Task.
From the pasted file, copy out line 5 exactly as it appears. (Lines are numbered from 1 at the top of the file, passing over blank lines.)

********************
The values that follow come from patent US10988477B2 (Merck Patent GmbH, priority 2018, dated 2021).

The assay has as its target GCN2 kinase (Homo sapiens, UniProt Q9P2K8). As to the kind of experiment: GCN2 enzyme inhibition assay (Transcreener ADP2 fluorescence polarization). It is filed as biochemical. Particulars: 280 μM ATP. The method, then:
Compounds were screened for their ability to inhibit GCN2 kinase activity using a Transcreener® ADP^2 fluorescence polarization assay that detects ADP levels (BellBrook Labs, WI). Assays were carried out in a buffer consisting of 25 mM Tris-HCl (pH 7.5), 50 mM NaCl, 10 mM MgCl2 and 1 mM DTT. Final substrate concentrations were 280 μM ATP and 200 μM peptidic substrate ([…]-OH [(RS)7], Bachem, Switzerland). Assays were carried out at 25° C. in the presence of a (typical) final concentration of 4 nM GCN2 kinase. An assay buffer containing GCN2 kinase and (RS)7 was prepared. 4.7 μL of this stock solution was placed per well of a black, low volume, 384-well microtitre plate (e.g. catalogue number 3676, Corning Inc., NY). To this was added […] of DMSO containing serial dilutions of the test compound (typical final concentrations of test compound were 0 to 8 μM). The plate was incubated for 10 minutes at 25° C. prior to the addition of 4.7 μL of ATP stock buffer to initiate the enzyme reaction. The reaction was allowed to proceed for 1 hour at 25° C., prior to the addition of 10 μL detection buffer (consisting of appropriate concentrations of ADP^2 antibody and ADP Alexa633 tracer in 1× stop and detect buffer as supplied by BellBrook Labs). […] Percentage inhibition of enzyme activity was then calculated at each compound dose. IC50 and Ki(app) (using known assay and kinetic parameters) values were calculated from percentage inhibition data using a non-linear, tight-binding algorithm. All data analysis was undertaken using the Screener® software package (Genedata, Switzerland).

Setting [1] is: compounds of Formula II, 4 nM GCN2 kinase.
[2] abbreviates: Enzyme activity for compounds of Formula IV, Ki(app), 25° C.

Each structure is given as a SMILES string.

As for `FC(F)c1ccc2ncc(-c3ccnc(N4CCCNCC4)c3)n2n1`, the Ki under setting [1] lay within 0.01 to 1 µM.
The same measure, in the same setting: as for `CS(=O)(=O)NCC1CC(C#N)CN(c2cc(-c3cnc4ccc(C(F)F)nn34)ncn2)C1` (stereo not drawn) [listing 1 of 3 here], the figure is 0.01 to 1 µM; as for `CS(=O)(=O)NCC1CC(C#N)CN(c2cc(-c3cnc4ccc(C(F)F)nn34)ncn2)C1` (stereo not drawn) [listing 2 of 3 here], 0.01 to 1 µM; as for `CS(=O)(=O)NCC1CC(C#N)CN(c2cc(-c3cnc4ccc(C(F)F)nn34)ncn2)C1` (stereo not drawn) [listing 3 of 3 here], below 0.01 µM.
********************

[2] abbreviates: Enzyme activity for compounds of Formula IV, Ki(app), 25° C.